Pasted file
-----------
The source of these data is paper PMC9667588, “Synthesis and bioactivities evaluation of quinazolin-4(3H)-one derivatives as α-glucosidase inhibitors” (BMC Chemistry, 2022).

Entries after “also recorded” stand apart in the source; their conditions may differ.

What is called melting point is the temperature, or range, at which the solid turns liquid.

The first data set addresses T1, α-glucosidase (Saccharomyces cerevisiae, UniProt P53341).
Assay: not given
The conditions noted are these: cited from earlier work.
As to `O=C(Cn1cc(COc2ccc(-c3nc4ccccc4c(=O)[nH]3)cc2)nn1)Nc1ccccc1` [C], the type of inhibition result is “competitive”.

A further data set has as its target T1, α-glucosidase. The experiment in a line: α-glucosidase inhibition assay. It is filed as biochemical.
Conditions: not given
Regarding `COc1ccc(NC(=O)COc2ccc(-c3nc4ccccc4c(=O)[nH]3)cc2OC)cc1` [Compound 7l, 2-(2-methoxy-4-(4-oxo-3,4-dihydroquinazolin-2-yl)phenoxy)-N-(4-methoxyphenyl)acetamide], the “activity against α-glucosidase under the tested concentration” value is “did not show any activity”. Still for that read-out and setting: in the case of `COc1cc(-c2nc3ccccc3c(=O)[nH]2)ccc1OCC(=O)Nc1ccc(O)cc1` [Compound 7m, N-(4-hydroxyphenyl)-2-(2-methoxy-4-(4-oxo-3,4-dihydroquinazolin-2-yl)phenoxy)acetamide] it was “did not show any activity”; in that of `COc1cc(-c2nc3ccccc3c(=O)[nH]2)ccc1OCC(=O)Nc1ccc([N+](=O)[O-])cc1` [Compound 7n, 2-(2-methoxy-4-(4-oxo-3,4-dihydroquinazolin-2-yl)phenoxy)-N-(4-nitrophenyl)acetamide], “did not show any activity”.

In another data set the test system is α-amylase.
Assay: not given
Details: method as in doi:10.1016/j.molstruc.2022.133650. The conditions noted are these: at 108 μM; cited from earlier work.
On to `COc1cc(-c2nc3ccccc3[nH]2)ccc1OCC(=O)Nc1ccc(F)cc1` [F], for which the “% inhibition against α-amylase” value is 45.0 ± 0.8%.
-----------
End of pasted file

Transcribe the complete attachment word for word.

The source of these data is paper PMC9667588, “Synthesis and bioactivities evaluation of quinazolin-4(3H)-one derivatives as α-glucosidase inhibitors” (BMC Chemistry, 2022).

Entries after “also recorded” stand apart in the source; their conditions may differ.

What is called melting point is the temperature, or range, at which the solid turns liquid.

The first data set addresses T1, α-glucosidase (Saccharomyces cerevisiae, UniProt P53341).
Assay: not given
The conditions noted are these: cited from earlier work.
As to `O=C(Cn1cc(COc2ccc(-c3nc4ccccc4c(=O)[nH]3)cc2)nn1)Nc1ccccc1` [C], the type of inhibition result is “competitive”.

A further data set has as its target T1, α-glucosidase. The experiment in a line: α-glucosidase inhibition assay. It is filed as biochemical.
Conditions: not given
Regarding `COc1ccc(NC(=O)COc2ccc(-c3nc4ccccc4c(=O)[nH]3)cc2OC)cc1` [Compound 7l, 2-(2-methoxy-4-(4-oxo-3,4-dihydroquinazolin-2-yl)phenoxy)-N-(4-methoxyphenyl)acetamide], the “activity against α-glucosidase under the tested concentration” value is “did not show any activity”. Still for that read-out and setting: in the case of `COc1cc(-c2nc3ccccc3c(=O)[nH]2)ccc1OCC(=O)Nc1ccc(O)cc1` [Compound 7m, N-(4-hydroxyphenyl)-2-(2-methoxy-4-(4-oxo-3,4-dihydroquinazolin-2-yl)phenoxy)acetamide] it was “did not show any activity”; in that of `COc1cc(-c2nc3ccccc3c(=O)[nH]2)ccc1OCC(=O)Nc1ccc([N+](=O)[O-])cc1` [Compound 7n, 2-(2-methoxy-4-(4-oxo-3,4-dihydroquinazolin-2-yl)phenoxy)-N-(4-nitrophenyl)acetamide], “did not show any activity”.

In another data set the test system is α-amylase.
Assay: not given
Details: method as in doi:10.1016/j.molstruc.2022.133650. The conditions noted are these: at 108 μM; cited from earlier work.
On to `COc1cc(-c2nc3ccccc3[nH]2)ccc1OCC(=O)Nc1ccc(F)cc1` [F], for which the “% inhibition against α-amylase” value is 45.0 ± 0.8%.